Tuesday, June 16, 2015

(Top) 10 Things About David Letterman — Number Ten: Worldwide Pants!

A Little Counting Music, Please ...
Ten ... Nine ... Eight ... Seven ... Six ... Five ... Four ... Three ... Two ... One ... and Good Night

According to TV legend, Letterman formed his own production company as a means of protecting the material he created for The Late Show on CBS from being owned by the network.  Unfortunately, that's a bit of an exaggeration.  Pants had been around and co-producing Late Night with NBC before all the bad blood.  (It shared a 1991 Peabody Award with the network.)

Once known as "Space Age Meats," the administrative branch of Letterman's media presence took its more famous name from a Late Night bit NBC comically censored: "Guess What's in This Guy's *****."  To the Late Night staff's surprise, NBC censors bleeped the word pants, leading Letterman to work it into all manner of odd phrasings until the joke finally died of old age.  It enjoyed a long second life in the form of the odd phrases Late Show announcer Alan Kalter boomed over the production company logo at the end of Late Show episodes through the '90s and '00s.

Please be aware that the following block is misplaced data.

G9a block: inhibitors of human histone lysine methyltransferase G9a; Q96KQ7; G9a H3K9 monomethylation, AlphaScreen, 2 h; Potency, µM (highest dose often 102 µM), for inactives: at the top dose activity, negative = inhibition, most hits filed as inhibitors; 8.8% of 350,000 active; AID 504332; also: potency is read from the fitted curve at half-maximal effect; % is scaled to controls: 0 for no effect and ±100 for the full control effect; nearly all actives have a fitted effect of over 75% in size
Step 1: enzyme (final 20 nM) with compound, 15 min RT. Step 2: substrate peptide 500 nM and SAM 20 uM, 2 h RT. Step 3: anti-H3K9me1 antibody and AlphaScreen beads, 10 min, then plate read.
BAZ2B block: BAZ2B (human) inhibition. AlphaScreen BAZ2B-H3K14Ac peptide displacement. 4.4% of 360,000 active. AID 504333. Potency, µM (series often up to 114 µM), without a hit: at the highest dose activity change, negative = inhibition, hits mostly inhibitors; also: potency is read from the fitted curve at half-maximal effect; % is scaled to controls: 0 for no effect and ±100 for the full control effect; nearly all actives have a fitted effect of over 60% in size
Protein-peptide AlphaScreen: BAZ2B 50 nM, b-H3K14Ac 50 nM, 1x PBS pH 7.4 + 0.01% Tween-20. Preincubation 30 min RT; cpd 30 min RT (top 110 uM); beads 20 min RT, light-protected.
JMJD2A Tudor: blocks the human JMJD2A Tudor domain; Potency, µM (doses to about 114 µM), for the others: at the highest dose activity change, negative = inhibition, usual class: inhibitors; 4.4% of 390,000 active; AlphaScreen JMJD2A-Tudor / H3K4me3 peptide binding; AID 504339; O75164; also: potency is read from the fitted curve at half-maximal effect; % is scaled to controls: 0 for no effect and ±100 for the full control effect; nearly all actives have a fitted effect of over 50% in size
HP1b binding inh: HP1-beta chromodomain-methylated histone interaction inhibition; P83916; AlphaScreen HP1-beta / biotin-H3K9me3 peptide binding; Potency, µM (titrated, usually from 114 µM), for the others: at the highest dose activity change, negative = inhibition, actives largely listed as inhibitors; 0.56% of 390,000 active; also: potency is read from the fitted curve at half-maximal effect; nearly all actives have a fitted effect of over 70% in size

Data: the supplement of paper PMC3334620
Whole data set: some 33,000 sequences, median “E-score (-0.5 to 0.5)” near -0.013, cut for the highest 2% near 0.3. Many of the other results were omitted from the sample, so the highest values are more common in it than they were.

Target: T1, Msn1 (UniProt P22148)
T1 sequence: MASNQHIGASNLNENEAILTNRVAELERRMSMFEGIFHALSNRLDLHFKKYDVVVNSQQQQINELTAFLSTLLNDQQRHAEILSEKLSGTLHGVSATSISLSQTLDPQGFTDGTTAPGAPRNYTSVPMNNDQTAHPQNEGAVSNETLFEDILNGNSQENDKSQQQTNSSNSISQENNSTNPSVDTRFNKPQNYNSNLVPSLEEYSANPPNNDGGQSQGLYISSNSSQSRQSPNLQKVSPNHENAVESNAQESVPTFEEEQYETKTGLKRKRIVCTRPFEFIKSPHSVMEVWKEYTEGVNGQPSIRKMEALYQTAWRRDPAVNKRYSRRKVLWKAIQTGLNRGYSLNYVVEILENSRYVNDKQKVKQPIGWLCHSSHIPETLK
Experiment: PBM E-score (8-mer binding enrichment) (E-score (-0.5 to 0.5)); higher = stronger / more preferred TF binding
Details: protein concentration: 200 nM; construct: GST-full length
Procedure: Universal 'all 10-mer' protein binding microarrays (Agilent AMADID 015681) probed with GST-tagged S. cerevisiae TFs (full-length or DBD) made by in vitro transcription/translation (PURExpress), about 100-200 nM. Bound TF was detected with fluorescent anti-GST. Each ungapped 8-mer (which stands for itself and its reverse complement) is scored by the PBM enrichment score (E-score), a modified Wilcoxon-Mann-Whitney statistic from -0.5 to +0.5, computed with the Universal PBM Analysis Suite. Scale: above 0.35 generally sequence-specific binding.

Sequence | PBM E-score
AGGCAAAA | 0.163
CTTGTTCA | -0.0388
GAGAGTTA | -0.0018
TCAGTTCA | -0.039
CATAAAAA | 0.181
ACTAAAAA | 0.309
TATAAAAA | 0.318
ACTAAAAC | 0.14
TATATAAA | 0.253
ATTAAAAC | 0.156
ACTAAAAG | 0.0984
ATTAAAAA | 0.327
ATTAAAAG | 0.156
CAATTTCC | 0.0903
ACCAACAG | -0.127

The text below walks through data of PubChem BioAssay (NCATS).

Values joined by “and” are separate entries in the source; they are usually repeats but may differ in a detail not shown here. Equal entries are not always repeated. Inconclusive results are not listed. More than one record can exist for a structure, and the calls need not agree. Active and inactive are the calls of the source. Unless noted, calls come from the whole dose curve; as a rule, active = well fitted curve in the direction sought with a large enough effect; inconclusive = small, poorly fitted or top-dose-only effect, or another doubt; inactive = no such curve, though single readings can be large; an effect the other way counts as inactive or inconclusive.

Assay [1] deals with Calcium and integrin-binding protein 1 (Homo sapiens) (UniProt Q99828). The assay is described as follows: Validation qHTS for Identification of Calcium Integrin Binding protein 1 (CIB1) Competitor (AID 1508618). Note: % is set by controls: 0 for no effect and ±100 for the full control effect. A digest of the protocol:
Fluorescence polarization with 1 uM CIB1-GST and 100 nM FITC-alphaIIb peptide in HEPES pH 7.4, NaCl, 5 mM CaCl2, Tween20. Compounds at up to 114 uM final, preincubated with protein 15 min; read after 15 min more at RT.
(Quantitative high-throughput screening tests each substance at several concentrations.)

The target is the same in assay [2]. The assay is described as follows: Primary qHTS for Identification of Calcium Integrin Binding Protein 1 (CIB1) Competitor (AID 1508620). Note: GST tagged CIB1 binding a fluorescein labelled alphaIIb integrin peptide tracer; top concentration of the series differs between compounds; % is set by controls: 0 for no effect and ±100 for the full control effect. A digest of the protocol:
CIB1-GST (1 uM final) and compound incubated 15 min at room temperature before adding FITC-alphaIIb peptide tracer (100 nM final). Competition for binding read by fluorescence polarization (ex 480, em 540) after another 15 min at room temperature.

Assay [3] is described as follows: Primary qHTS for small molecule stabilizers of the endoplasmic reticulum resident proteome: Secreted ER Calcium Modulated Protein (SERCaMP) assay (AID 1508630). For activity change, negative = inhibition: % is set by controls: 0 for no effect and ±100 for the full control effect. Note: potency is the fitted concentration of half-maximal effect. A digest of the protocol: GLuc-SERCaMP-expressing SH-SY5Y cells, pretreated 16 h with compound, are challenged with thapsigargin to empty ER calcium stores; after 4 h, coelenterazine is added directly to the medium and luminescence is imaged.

Worldwide Pants became Letterman's incubator for talent.  Its alumni include innovative, one-season, comedian-driven sitcoms like The BuildingEd, and Welcome to New York and one show that managed to land at just the right time to become a long-running hit, Everybody Loves Raymond.

Letterman also used Pants to create a later-night offering for CBS to pit against NBC's retooled, Lettermanless Late Night with Conan O'Brien.  The Late Late Show started out with more serious late-night talk hosted by Letterman's NBC predecessor, Tom Snyder.  Over the years, it took many forms, eventually culminating in a decade-long run under Scottish comedian Craig Ferguson, who subverted and defied late-night expectations in much the same way Letterman had done 20 years earlier at NBC.

David Letterman was an one-man incubator for new talent above and beyond Worldwide Pants.

Late Night  introduced the world to Chris Elliott, a second-generation comedian who sharpened his ability to walk the line between endearing and menacing on Late Night.  Afterward, he turned his unique shtick into one of the fledgling Fox network's first original shows, Get a Life.  The whole early Fox line-up looked like it could have come from the Late Night writers' room, filled with smart, deconstructionist "sitcoms" (or were they spoofs of sitcoms?) like Get a Life, It's Garry Shandling's Show, and Married ... with Children.  You can see that throughline today in The Simpsons — and you can see Elliott in Eugene Levy's Schitt's Creek.

— Scott

1 comment:

Anonymous said...

I remember the "Guess what's in this guy's pants" show vividly. The rest of that segment, he just kept saying "pants pant pants pants" at every pause. He was laughing at it, but you could tell he was REALLY pissed.


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